The 2007 Honda S2000 isn't terribly practical--it uses a classic two-seat roadster design--but it is terribly fun. It doesn't have much in the way of cabin tech, but we love driving it. The S2000 is a pure sports car, made for winding roads rather than the daily commute. It won't haul your stuff, but it will keep you happy.
The body is a wedge, softened by rounded edges, while the hood dips in from the fenders. The fender lines are reminiscent of a boat's gunwales, a design theme Honda emphasized a little too much in the Acura Advanced Sedan Concept that we saw at the Los Angeles Auto Show. Fortunately with the S2000, those lines don't meet in a point at the front, instead disappearing in the front bumper.
Test the tech: Tearing up the twisties
Because there was nothing particular in the cabin to test with this car, we tested the handling by driving it over the twistiest roads we could find. North of San Francisco, Highway 1 runs along the coast, incorporating tight turns as it follows the landscape. Just off of that, the Fairfax-Bolinas road gets a little raw, doing away with niceties like painted lane lines as it works its way over the coastal mountains inland.
Roads like this are the next best thing to a racetrack, as you couldn't possibly go over the speed limit without driving off a cliff. So we had challenging turns that we could take without breaking the law--it was going to be a good day.
We know the Highway 1 portion of this run well, and we could enjoy the dramatic ocean views on the bits of straight road between the many corners. The lanes are also wide enough that we had some room to maneuver the little S2000, attacking the turns from the outside, then diving into the inside edge.
The steering on the S2000 is tight, with very neutral handling. Wherever we pointed its nose, the car easily followed. We never broke traction on these corners, partly due to the car's limited slip differential and also due to our desire not to end up in the ocean. Even with some 15mph-rated corners, we didn't lose too much speed as we sped up the coast. The car was completely in its element, and we were enjoying the foggy day with the top down.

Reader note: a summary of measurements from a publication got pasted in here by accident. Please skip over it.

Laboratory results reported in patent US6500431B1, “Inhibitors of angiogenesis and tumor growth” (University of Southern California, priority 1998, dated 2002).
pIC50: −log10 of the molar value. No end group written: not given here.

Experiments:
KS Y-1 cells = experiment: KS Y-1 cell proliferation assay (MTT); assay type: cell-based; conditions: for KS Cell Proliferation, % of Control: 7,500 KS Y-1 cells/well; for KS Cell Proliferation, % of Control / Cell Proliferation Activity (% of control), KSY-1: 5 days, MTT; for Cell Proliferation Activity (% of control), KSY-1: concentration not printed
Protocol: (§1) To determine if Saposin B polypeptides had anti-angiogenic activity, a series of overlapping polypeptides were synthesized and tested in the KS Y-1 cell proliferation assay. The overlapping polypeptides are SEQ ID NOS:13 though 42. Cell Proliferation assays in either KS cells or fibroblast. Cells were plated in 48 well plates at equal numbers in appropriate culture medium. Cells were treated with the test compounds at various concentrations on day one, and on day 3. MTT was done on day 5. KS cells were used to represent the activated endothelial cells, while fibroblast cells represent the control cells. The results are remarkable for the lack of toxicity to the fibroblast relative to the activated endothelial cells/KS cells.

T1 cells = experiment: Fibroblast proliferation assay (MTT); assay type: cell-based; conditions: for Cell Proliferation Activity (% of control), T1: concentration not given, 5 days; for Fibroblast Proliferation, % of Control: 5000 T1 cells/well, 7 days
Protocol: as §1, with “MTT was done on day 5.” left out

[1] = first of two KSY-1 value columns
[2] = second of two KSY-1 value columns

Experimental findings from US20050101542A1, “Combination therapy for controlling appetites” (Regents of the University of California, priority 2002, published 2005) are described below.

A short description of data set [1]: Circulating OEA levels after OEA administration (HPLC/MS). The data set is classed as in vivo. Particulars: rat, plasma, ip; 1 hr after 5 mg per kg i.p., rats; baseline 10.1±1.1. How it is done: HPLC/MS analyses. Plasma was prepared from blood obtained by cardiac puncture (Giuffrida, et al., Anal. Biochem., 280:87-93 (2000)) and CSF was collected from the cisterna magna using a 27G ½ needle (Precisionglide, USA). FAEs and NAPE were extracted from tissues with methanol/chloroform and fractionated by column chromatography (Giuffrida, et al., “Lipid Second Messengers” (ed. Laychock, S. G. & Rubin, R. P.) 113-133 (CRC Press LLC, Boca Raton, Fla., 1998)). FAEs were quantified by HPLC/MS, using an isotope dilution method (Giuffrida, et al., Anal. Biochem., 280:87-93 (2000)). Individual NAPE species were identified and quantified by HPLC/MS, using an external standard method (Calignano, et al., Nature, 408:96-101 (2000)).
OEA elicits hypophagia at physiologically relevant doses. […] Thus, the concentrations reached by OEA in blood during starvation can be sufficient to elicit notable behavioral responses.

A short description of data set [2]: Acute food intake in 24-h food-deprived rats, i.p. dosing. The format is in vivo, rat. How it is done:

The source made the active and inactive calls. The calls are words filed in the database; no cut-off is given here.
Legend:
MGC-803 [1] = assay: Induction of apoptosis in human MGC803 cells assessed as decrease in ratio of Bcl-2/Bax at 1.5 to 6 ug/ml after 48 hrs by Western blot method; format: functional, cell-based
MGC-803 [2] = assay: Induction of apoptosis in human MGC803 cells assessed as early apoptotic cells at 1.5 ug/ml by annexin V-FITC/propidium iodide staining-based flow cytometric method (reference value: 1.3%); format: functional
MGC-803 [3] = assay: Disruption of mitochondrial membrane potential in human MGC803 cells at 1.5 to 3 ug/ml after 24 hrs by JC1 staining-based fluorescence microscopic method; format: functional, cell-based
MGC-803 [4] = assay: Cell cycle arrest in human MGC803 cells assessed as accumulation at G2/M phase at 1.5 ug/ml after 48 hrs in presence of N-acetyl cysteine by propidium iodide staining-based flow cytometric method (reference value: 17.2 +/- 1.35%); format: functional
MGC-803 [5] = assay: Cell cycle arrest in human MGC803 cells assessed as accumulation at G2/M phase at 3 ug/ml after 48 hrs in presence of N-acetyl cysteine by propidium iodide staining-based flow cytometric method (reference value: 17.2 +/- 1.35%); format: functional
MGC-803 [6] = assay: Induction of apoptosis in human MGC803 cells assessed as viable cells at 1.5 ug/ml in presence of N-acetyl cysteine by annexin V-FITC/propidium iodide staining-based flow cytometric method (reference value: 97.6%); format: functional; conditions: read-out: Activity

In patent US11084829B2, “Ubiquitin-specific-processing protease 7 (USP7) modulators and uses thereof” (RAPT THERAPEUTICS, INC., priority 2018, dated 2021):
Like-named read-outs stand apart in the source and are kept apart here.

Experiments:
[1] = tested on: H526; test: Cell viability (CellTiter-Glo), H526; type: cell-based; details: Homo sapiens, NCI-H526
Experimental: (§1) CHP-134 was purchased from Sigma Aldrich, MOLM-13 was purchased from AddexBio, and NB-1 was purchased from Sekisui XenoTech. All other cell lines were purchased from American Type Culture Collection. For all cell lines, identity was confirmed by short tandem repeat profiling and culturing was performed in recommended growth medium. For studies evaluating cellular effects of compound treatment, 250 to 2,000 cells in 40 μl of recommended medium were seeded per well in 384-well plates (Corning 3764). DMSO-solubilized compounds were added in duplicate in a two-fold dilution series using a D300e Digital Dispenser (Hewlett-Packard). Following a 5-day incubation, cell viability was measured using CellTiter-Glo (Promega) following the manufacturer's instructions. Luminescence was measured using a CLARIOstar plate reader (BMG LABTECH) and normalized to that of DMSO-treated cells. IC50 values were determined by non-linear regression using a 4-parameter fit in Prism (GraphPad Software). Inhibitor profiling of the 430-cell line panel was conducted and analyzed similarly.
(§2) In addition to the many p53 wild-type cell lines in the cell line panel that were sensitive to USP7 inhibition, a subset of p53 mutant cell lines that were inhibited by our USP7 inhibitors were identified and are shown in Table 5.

On the tighter Fairfax-Bolinas road, we were forced to be more cautious, as the corners often weren't marked with a recommended speed and it was impossible to see how hard they wrapped around. On this road, we really got to appreciate another aspect of the S2000--the 8,000rpm redline and car's wide power bands. The S2000 let us enter a tight turn in second gear, then get up some speed again on the short straightaway before the next tight turn, all without shifting up to third gear and back down again.
The car helped us tackle this course with vigor. Its tightly tuned steering pointed the nose very precisely, while the high redline let us move from one turn to the next without dropping power. The engine, placed far back from the front wheels, evens out the weight distribution of the S2000. The car almost feels like it's on a turntable on really tight turns.
In the cabin
The S2000's instrument cluster would have a high-tech look to it, if this were 1995. It uses orange lights instead of needles to show the engine temperature, fuel level, and tachometer, while the speed is a digital readout. It's an interesting novelty, and it works well enough, but it's time for an update.
The S2000 lacks most of the common cabin gadgets--navigation and Bluetooth cell phone integration aren't available. But its stereo offers a few interesting features. First of all, the stereo system gets eight speakers, which is a lot to disperse around the cabin of a roadster. But this count includes four small speakers in the uprights of the roll bars, right behind the driver's and passenger's heads. There are also two speakers in each door.